Jialeshui Scenic Area is one of the most famous geological parks in Taiwan, with its most famous landmark being the Shanhai Waterfall which flows into the ocean. These rock formations have been forming for thousands of years through erosion of soft sandstone due to wind and water. Hurry and see these formations soon before they are gone forever!
Jialeshui's original name was Gaoluoshui (高落水) meaning water falling from a high place, referring to Jialeshui Waterfall. Later when president Chiang Jingkuo visited the place, he renamed it Jialeshui (佳樂水), meaning a peaceful and happy place, and named the waterfall Shanhai Waterfall (山海瀑).
The sandstone that forms the rocks in Jialeshui were created between 10 and 20 million years ago, and was pushed out of the sea along with southern Taiwan thousands of years ago.
The many rocks along the shore are thought to look like animals and have varying names as such.
7:30 AM to 5:30 PM
Entrance fee: 80 NT per person (includes bus ride)
Parking: 50 NT per car ro 30 NT per scooter
Can I touch the rocks?
Don't you dare touch the rocks!
How to get there:
By Bus: Take bus 8247 from Hengchun about half an hour to Jialeshui.
By Car/Scooter: Take Provincial highway 26 to its easternmost point to enter Jialeshui. There is a parking lot at the end of the road with paid parking.
Please see below:
I have been to Jialeshui twice, once to the beach and another time to see the rock formations. The beach is a popular surfing spot, but Jialeshui's geopark is also very much worth a visit.
For an overview of the area, see our drone footage above.
On the way to Jialeshui, you will pass Gangkou suspension bridge. Beyond is a somewhat rocky beach but also one of the most popular surfing spots in Taiwan due to its constant waves. There are quite a few surf themed hostels nearby.
View up the river. In 2016 Typhoon Nepartak ravaged the area, and you can see a few fallen trees.
View near Jialeshui Beach with a few surf themed hostels.
Jielehshui Scenic Area entrance.
Entrance sign to the park.
There was plenty of parking when we went. You can only drive your car up to this point, and then you have to take a bus inside to the very end of the road.
Some snack shops along the way. I don't know how these are legal.
View from the shore, you can see Fengchuisha on the opposite shore.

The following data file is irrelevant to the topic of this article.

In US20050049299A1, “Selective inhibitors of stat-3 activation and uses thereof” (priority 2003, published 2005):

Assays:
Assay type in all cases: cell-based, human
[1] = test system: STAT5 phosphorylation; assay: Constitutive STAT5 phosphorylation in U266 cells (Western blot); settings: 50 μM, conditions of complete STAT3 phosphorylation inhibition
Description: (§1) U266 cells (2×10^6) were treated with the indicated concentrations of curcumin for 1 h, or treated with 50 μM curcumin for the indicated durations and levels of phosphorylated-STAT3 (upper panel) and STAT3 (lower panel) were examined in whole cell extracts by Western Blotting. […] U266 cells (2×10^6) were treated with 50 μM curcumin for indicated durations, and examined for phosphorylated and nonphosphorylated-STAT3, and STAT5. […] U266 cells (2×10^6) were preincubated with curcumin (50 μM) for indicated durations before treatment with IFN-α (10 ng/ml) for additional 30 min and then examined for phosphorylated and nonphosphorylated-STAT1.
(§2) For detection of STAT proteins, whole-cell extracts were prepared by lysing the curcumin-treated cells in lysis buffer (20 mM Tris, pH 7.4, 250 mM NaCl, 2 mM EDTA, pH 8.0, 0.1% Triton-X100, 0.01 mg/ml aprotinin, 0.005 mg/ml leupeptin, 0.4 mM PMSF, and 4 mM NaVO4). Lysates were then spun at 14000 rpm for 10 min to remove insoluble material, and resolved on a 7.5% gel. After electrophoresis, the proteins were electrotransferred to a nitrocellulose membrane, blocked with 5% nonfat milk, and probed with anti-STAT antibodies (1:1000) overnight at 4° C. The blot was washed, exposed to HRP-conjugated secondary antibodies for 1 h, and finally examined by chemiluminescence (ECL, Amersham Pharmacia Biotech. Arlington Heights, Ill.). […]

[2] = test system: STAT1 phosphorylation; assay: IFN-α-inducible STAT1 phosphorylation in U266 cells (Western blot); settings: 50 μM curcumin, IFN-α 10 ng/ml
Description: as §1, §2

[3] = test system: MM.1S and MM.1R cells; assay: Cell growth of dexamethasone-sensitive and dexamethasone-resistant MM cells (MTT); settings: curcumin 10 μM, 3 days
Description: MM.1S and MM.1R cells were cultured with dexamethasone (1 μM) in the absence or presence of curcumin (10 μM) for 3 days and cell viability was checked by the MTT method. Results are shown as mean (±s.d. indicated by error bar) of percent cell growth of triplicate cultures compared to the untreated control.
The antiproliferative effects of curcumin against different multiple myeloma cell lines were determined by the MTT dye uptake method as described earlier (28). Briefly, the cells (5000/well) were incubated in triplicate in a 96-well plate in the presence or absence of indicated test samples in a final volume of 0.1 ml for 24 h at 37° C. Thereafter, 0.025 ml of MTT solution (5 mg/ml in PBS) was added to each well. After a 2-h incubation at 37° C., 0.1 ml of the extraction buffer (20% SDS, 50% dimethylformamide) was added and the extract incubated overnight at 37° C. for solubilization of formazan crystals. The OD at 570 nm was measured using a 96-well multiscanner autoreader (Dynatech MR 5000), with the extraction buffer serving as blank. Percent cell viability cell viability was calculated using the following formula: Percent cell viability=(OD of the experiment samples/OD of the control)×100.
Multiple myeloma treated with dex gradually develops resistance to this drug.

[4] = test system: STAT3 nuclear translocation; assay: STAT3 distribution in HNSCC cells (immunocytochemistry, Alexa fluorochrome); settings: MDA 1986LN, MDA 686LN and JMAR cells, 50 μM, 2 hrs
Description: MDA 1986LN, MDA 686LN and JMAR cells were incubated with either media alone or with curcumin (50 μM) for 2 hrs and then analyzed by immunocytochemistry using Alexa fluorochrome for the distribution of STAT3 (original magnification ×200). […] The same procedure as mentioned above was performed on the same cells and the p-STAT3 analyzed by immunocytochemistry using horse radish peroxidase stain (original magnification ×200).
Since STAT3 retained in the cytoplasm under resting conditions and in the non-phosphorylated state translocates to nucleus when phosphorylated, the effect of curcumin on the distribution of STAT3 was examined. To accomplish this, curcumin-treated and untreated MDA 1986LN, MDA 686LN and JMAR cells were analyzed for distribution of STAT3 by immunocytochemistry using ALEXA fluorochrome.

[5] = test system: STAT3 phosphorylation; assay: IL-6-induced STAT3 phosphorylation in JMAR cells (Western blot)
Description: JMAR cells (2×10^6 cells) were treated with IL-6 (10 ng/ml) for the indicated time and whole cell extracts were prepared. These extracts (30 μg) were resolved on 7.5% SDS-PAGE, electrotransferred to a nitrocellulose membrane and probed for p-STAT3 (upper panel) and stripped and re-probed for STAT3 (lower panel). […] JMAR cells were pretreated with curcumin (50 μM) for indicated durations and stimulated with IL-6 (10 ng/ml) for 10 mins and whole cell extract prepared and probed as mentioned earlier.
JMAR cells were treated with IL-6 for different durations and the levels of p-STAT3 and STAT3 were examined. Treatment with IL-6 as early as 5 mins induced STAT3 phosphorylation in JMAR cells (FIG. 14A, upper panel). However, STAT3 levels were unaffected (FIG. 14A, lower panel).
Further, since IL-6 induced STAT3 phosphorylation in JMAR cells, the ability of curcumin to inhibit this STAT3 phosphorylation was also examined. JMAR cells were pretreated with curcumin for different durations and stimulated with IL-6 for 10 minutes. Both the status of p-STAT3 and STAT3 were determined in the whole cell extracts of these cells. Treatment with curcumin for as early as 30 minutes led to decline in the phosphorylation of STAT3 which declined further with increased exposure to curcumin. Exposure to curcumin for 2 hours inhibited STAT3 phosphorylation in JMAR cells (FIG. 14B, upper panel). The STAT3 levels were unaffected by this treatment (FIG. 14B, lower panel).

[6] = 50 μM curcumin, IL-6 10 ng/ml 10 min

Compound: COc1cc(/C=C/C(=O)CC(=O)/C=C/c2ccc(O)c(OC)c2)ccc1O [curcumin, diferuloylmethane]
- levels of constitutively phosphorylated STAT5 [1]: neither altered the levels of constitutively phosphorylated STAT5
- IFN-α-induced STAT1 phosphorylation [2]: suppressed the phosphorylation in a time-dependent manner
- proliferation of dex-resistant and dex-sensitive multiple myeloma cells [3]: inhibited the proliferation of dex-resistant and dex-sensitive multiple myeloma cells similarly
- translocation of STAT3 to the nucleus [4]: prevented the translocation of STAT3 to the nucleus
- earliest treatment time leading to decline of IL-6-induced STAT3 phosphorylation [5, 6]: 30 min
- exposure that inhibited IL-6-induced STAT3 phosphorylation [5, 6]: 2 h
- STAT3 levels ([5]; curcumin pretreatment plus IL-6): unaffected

Along the road there is a viewing pavilion, restroom, and lots of rocks.
Many of the rocks have names, especially the ones shaped like animals.
For more photos near the entrance, see the gallery above.
I beliueve this one is called Rhino Horn rock (犀牛石)
A natural rock arch.
I beleive this is Guanyin Rock, because it looks like the goddess Guanyin (觀音石)
Another view of the rock fields.
An explaination of how the sea shore was lifted up over time.
A better view of Taod Rock.
I think this one is called pig feet rock, because it looks like a pig tipped over (豬脚石)
Toad rock (海蛙石)
Seal rock (海豹石).
Rabbit Rock (兔石)
Honeycomb rock (蜂窩石)
Square Rock (方格石)
Another view of Squre Rock.
This is Shanhai Waterfall, alson known as Jialeshui Waterfall. Unfortunatley when we went there was not much water, so better to go in the rainy season (spring and summer).
Near the waterfall there is also a face in the rock.
View from the end of the road.
View along the shore looking north.
More coastal rocks.
View looking East out to sea.
Another view of the falls and the road.
View along the shore.
Appearently there are also many tide pools here where you can see marine life.
There is also a pavilion here.
Interesting designs in the sandstone.
Last view of the rocks around Jialeshui.
Thanks for reading and stay tuned for more of our blogs on Kenting to come.
We are US Expats that have extensive experience living, working, and travelling in Taiwan. In our day, we had to learn many things about Taiwan the hard way. But we have come to learn that Taiwan is one of the best places in the world for Foreigners to live. Our blog does not represent the opinions of every foreigner in Taiwan. We are just trying to help others learn more about this beautiful country.